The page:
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Amazon adds GPUs to EC2 HPC clouds

Where's InfiniBand networking?

Reducing the cost and complexity of web vulnerability management

On the ceepie-geepie front, Amazon is starting out with the obvious choice, plunking two of Nvidia's M2050 single-wide fanless GPU co-processors into each virtual server node (which is a complete physical node, as it turns out). The M2050s are rated at 1.03 teraflops each doing single-precision floating point calculations and 515 gigaflops doing double-precision math. So the CPU Cluster instance gives you 1.03 of raw teraflops DP oomph.

An early tester of the GPU Cluster instance is a company called Mental Images, which creates software to do rendering and 3D Web services, has tested the scalability of the Amazon virtual ceepie-geepie up to 128 nodes and has run tests that show at that scalability, a virtual cluster offers about 90 percent of the scalability of an in-house cluster. (That's a pretty small virtualization overhead, all things considered.)

De Santis would not say when Amazon might make the FireStream fanless GPU co-processors available in its GPU cluster clouds, but AMD's FireStream single-wide 9350 is a relatively inexpensive device at $799 for a GPU that does 2 teraflops SP and 400 gigaflops, so some customers might ask for it. Then again, with the FireStream GPU co-processors not supporting ECC scrubbing on their integrated GDDR5 memory, maybe no one will ask for them until there is ECC on them.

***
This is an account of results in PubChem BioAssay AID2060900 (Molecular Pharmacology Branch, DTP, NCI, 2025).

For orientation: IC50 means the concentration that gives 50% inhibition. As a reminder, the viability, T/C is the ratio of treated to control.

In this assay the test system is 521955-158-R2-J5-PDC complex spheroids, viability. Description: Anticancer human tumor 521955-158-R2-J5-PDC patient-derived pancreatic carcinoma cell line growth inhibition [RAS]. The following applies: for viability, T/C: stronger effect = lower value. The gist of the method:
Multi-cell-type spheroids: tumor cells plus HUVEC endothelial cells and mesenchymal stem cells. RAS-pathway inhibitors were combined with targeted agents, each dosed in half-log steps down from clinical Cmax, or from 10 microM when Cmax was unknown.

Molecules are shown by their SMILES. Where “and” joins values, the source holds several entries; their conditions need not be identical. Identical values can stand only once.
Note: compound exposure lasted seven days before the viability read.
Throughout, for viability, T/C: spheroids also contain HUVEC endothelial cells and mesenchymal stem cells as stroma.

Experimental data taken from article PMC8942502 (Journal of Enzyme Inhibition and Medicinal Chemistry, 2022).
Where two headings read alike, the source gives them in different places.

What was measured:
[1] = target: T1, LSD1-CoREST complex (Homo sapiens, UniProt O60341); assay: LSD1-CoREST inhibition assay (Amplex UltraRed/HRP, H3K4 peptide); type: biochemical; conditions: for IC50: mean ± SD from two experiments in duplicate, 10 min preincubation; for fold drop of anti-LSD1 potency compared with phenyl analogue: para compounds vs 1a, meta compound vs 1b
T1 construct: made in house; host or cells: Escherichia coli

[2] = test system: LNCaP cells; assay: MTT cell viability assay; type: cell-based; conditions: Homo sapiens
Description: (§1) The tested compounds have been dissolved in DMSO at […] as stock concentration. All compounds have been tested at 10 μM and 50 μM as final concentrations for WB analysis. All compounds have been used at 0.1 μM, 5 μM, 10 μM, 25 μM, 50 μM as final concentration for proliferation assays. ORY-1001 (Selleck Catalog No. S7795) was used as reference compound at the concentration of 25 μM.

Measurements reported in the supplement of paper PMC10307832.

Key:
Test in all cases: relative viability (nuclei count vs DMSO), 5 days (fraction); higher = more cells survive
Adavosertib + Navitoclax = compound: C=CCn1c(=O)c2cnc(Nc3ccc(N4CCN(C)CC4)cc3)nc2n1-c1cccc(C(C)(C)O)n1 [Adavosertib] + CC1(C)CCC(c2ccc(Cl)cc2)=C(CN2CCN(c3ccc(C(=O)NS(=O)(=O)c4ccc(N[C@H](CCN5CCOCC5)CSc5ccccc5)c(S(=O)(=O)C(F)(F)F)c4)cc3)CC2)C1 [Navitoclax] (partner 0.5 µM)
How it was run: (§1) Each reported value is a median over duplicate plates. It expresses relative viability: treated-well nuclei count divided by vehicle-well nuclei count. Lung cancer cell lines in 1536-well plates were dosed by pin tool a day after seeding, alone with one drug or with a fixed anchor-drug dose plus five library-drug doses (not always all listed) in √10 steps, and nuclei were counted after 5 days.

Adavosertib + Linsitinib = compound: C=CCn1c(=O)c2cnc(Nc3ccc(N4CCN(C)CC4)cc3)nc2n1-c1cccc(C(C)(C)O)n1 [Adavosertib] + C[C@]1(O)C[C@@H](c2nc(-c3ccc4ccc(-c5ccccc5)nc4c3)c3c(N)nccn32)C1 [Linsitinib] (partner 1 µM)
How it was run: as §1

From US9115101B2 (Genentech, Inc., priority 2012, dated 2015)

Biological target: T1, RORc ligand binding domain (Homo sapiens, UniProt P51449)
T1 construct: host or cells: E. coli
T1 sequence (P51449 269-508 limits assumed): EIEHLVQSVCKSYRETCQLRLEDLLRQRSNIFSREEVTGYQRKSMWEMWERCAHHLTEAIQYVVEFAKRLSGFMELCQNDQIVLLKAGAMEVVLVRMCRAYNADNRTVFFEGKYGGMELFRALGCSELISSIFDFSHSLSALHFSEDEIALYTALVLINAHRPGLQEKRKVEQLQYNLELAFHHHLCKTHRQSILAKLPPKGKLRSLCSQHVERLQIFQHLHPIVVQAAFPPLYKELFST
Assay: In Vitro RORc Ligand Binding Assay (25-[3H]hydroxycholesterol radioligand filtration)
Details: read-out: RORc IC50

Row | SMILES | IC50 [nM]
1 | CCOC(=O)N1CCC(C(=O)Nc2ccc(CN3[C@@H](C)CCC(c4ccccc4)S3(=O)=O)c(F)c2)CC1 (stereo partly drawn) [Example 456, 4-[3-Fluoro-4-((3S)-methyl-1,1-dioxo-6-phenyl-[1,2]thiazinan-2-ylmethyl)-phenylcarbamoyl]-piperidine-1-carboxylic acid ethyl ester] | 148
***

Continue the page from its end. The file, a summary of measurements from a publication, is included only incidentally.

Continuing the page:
De Santis said that Amazon will "listen to customers" when making its technology choices, and that includes field prorgammable gate arrays (FPGAs), which are just getting interesting and somewhat affordable in the HPC space. If customers find they need more bandwidth between the nodes in the clusters, you can bet Amazon will upgrade to InfiniBand - probably long before FireStream or FPGA accelerators make it into the virtual HPC server slices.

Here's the funny bit. In an on-demand scheme, a regular generic quadruple extra large instance with fat memory that most closely resembles the raw Cluster Compute slice costs $2.10 per hour, while the Cluster Compute instance costs only $1.60 per hour. (HPC customers are going to lock up lots of nodes to run their jobs, and hence the volume discount is sort of built in.) To add two Nvidia M2050 GPUs to the Cluster Compute instance boosts the price up to $2.40 per hour. So basically, if you are an HPC customer, Amazon is guaranteeing the iron configuration and tossing in a teraflops of GPU power for 30 cents an hour.

That is a deal that lots and lots of people won't be able to resist - which is the whole point. ®

Reducing the cost and complexity of web vulnerability management

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